Thursday, December 01, 2011

PUSS IN BOOTS

It was really just a matter of time until the swashbuckling kitty introduced into the green ogre Shrek's upside-down fairytale universe in 2004's Shrek 2 would get his own moment in the headlights. Not surprisingly, this origin story of the latin lover swordscat is a notch above the three Shrek sequels, Dreamworks having carefully laid down the groundwork for a new franchise that would take up from the now defunct series. Part of its success, of course, lies in the sheer novelty effect, and the sense that the possibilities available to the heroic feline, hardly exploited during his supporting turns, are finally getting centre stage. Jeffrey Katzenberg's studio doesn't disappoint in that regard, much helped by a script that follows the company's recent move (seen also, for instance, in Kung Fu Panda 2) away from sitcom gag reels and into a proper narrative scaffolding.

     In this case, that translates into half origin story for Puss's heroism and outlaw status, half redemption tale (as he is revealed to be looking to make amends for a sorry episode from his past), but also into a smart, knowing take on classic Hollywood adventure cinema. First in the typecasting (Puss as the resourceful, gallant hero; shifty egg Humpty Dumpty as the helper with an agenda of his own; slinky Kitty Softpaws as the rebellious, and not entirely trustworthy, love interest); then in the general feel of backlot exoticism so well used by the stock studio adventures of the 1930s and 1940s (this fairytale Spain is closer to Mexico, in fact). Of course, part of the fun also lies in the clever voice casting, with Antonio Banderas and Salma Hayek playing off each other beautifully as Puss and Kitty - putting one in mind of Mr. Banderas and Catherine Zeta-Jones' back-and-forth in Martin Campbell's The Mask of Zorro (itself an updated take on classic adventure films).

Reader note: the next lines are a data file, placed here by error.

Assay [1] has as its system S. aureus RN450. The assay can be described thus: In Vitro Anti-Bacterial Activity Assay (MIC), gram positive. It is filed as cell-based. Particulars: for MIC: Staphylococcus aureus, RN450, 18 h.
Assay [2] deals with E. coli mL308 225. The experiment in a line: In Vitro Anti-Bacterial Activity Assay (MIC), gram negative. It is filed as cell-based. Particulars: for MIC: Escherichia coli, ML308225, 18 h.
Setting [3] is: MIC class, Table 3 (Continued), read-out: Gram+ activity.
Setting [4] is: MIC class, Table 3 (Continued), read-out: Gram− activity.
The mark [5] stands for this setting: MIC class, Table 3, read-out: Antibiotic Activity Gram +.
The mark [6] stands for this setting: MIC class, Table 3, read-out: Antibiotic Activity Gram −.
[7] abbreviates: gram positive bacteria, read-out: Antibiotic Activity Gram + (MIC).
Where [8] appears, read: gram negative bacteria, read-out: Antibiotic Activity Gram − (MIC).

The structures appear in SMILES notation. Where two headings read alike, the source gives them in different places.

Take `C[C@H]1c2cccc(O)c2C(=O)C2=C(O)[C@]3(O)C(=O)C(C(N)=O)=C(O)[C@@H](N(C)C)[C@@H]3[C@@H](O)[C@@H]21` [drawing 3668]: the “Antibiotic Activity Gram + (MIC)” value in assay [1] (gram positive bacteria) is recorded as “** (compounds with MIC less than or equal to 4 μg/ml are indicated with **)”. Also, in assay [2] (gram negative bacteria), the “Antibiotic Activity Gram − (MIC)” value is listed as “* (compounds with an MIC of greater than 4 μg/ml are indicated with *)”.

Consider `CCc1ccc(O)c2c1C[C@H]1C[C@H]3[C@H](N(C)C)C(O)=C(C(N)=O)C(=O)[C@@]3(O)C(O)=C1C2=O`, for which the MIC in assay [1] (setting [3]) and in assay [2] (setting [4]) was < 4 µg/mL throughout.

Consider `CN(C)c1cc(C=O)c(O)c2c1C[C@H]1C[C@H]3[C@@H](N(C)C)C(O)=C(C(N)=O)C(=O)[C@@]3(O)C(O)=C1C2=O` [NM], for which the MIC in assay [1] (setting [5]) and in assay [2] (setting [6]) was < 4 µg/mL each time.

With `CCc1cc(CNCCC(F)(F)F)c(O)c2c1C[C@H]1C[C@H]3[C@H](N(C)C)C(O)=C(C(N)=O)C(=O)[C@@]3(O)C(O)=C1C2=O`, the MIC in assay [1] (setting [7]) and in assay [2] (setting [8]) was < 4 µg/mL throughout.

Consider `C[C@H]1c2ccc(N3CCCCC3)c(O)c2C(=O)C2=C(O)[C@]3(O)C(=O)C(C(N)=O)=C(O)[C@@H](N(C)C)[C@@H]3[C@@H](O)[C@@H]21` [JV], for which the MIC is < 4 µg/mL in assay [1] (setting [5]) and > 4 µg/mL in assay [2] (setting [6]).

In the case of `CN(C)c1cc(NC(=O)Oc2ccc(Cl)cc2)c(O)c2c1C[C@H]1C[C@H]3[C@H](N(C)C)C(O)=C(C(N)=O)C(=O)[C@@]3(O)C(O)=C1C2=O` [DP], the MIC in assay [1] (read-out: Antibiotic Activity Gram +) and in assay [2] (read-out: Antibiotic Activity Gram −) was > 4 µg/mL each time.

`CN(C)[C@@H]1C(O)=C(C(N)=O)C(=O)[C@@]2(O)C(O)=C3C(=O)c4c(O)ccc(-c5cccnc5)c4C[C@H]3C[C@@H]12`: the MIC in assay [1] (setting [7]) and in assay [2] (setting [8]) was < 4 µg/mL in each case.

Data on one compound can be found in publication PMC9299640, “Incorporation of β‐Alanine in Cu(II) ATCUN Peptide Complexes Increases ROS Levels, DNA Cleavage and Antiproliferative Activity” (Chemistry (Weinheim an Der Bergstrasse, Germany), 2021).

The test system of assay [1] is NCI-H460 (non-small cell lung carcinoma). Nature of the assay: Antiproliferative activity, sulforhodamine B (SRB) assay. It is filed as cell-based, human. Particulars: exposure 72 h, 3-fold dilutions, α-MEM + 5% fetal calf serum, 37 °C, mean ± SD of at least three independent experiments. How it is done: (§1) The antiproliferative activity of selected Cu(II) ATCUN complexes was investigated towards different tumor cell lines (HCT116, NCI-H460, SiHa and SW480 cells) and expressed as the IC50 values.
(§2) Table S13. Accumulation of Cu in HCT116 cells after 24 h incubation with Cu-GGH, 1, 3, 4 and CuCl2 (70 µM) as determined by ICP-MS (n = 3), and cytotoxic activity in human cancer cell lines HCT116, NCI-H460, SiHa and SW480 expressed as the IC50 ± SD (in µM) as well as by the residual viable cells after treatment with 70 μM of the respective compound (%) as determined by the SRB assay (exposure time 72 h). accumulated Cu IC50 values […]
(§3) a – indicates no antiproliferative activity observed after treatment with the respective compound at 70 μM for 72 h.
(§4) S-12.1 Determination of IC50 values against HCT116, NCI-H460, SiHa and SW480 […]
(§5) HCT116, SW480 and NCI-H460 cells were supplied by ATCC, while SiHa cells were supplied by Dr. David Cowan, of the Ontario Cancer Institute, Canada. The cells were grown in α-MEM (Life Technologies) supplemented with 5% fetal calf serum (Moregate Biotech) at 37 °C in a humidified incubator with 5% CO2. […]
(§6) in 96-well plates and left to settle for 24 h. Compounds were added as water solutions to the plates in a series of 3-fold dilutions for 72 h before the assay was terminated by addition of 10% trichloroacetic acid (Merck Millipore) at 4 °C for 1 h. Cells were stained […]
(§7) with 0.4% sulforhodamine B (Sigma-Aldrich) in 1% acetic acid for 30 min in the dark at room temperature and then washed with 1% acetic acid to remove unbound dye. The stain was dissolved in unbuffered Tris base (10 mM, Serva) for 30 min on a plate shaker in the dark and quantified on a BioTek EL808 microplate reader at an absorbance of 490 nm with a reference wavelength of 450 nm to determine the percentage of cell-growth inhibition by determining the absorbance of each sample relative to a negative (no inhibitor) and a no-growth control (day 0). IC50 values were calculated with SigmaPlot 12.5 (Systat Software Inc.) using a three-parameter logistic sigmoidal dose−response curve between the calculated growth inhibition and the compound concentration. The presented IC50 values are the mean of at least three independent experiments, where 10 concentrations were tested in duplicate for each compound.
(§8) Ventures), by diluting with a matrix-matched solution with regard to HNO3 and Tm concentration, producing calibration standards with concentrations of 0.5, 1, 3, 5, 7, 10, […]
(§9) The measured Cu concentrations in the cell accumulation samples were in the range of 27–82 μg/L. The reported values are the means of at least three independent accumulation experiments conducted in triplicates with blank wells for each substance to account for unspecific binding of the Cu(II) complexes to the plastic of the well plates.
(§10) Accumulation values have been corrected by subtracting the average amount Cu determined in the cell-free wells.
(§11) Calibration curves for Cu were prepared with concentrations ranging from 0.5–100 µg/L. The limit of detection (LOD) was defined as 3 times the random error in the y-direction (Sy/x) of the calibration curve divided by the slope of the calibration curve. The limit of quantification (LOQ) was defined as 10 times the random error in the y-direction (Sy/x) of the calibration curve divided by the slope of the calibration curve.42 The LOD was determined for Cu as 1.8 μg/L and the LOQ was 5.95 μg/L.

Puss in Boots is certainly not the best Dreamworks feature in the the studios' 15-year output - that remains the original Shrek by a long mile - but its clever visuals (with a word for the excellent 3D work, less gimmicky and more integrated), its attention to plot and character and its generally cheerful mood go a long way towards making it one of their best.


Antonio Banderas, Salma Hayek, Zach Galifianakis, Billy Bob Thornton, Amy Sedaris.
     Director, Chris Miller; screenplay, Tom Wheeler, from a story by Brian Lynch, Will Davies and Mr. Wheeler; music, Henry Jackman; production designer, Guillaume Aretos; costume designer, Isis Mussenden; film editor, Eric Dapkewicz; visual effects supervisor, Ken Bielenberg; producers, Joe M. Aguilar, Latifa Ouaou (Dreamworks Animation), USA, 2011, 90 minutes. (US distribution and world sales, Paramount Pictures.)
     Screened: distributor advance press screening, Zon Lusomundo Colombo 9, Lisbon, November 25th 2011.




 

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